It actually took us many years to understand how vital this role was for the success of the project. For a long time, we thought we could handle it all from a project management perspective, but continually ran into miscommunications about how and why decisions were made and who was responsible for them. Without a clear product owner, there is room for a lot of finger pointing.
What is a product owner?
The product owner is the person who, at the end of the day, makes the final decision when a project is at a crossroads and who is responsible for the outcome of that decision. This can be the project manager, this can be the CEO, or this can be someone else entirely. In the case of Bixly, we define who that person is in the organization of our client’s company so we know who is the point person when a decision needs to be made. We are always happy to advise on technology or architecture decisions, but its important for the client to know that this will be their software when it’s all said and done. There are some decisions that only the owner can and should make. Sometimes its a scenario where you have more than one good option before you, and you can’t really go wrong. Sometimes its a scenario where the right way to do something is a lot more expensive, but there may be legitimate business reasons the client wants to do it on a tighter budget. Either way, determining who is responsible for making these decisions before the project gets underway is essential.
When people don’t know who is ultimately going to take responsibility for essential decisions on a project, it can lead to a lot of miscommunication and finger pointing. It can be an unseen underlying problem until a feature goes sideways. At that point, we begin questioning how we got to the point of using a particular tech stack or building a feature a particular way. In the absence of a clear product owner, maybe a developer made a decision based on a ticket she received. In the absence of a clear product owner, maybe the project manager made a call just to keep the project on schedule. If the cracks start to show as a result of one of these common mistakes, don’t point fingers at team members who did what they had to do in order to keep the project moving forward. Instead, make sure everyone is clear who they should go to when it comes to these decisions. And let’s be frank, we’ve all made the wrong call before. The main thing is to learn from it and move forward.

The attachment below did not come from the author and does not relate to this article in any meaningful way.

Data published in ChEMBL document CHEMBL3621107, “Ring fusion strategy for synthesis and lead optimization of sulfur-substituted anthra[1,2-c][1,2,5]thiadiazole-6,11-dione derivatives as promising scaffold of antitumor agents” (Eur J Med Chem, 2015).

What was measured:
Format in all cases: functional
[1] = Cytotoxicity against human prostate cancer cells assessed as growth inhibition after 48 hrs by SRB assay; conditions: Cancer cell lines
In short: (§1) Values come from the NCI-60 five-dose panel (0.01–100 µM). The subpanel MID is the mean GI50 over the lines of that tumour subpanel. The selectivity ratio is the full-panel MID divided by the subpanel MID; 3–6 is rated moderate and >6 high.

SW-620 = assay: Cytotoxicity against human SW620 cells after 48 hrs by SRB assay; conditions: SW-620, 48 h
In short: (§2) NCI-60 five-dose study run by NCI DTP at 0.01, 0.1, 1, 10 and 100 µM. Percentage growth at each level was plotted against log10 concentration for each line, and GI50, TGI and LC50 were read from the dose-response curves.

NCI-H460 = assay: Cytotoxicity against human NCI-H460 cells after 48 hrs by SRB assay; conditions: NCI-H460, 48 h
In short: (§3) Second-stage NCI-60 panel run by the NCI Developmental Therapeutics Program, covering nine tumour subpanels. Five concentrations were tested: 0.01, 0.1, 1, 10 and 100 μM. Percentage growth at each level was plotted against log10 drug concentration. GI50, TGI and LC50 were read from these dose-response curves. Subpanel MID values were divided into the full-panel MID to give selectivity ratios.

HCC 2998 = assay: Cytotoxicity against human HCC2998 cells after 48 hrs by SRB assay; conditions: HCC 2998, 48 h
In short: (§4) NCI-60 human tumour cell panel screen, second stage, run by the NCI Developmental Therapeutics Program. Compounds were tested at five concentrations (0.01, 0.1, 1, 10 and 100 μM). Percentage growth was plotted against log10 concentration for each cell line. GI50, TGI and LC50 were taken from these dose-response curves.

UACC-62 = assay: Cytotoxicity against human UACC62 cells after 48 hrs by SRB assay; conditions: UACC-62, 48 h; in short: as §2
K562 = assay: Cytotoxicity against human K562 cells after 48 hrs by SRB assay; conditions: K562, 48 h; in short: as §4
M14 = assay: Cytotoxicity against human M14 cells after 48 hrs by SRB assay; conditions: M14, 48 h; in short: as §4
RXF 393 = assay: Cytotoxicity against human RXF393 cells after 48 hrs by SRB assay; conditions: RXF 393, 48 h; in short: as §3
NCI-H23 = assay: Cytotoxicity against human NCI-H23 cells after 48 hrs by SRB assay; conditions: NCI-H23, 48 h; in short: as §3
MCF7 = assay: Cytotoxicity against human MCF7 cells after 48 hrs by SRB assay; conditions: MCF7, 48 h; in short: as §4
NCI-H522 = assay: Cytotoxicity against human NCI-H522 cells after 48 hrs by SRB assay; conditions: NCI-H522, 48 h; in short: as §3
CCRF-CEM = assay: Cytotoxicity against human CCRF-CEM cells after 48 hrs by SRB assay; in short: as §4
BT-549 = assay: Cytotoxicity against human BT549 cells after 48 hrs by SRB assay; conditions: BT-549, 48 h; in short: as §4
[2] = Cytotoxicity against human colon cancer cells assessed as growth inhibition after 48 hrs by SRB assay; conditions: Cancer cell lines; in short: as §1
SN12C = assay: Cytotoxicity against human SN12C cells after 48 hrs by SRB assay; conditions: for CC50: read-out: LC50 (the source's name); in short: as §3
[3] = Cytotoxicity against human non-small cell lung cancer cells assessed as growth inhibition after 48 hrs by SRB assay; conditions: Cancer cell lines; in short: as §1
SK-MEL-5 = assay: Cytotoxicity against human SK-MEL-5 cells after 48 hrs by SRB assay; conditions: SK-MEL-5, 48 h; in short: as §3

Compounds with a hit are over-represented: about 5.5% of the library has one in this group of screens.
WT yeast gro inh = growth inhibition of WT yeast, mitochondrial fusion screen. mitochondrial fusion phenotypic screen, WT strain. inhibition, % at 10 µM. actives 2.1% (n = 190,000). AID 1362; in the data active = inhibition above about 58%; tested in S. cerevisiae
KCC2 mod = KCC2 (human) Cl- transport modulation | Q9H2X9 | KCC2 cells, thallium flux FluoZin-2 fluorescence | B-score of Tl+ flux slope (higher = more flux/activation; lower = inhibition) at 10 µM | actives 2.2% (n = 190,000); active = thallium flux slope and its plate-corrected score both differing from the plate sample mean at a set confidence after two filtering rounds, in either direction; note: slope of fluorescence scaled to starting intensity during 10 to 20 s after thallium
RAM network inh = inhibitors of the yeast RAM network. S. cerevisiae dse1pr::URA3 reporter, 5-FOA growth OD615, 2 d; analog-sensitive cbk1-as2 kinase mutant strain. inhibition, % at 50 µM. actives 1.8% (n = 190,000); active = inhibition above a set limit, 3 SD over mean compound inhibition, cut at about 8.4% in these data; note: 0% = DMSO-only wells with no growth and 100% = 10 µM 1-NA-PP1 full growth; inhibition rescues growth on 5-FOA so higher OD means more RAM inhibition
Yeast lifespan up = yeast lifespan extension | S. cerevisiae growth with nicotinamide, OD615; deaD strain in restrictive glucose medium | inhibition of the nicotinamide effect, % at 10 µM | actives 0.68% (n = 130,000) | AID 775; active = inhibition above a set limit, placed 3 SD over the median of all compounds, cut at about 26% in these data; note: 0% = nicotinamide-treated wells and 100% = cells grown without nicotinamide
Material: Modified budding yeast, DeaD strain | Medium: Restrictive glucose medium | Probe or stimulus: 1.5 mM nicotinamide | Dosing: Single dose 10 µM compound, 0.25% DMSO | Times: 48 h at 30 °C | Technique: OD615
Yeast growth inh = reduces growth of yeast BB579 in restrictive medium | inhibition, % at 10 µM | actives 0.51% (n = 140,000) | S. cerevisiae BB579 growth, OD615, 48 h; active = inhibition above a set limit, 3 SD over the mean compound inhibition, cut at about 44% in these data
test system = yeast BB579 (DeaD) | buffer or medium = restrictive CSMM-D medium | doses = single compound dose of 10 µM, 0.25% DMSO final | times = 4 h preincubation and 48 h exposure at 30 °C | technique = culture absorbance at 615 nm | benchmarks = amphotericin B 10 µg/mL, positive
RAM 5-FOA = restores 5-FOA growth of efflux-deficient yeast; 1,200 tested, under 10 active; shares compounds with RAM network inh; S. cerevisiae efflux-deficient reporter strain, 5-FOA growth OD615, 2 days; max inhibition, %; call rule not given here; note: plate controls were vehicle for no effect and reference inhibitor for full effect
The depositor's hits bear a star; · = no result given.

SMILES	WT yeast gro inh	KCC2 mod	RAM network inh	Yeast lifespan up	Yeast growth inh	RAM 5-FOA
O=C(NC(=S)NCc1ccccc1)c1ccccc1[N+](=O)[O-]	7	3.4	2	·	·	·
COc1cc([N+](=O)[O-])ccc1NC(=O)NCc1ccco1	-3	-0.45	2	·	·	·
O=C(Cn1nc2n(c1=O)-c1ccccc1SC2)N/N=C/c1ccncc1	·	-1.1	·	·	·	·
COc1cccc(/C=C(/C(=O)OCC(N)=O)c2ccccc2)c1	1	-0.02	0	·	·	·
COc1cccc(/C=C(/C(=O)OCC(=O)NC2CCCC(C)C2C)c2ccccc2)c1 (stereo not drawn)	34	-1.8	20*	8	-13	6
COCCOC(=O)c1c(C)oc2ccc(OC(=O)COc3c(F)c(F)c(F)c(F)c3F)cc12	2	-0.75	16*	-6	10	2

This is equally true for internal projects as it is for projects you’re building with an outside firm like Bixly. Only under special circumstances would we at Bixly have a product owner be a person from our team rather from our client’s team. The reason for this is that while we are experts in software and while Bixly partners and executives are available to consult on your project, you are the expert in your field. What decision Bixly may present for tech reasons may be the wrong decision for your project for business reasons. You are the only one who will be able to weigh and consider what works best for your company in your vertical. Along the way, the Bixly team will be by your side to present the options clearly and advise where necessary!
Want to get our input on your next idea? Don’t hesitate to reach out to us today!
Originally published at https://blog.bixly.com on August 6, 2020.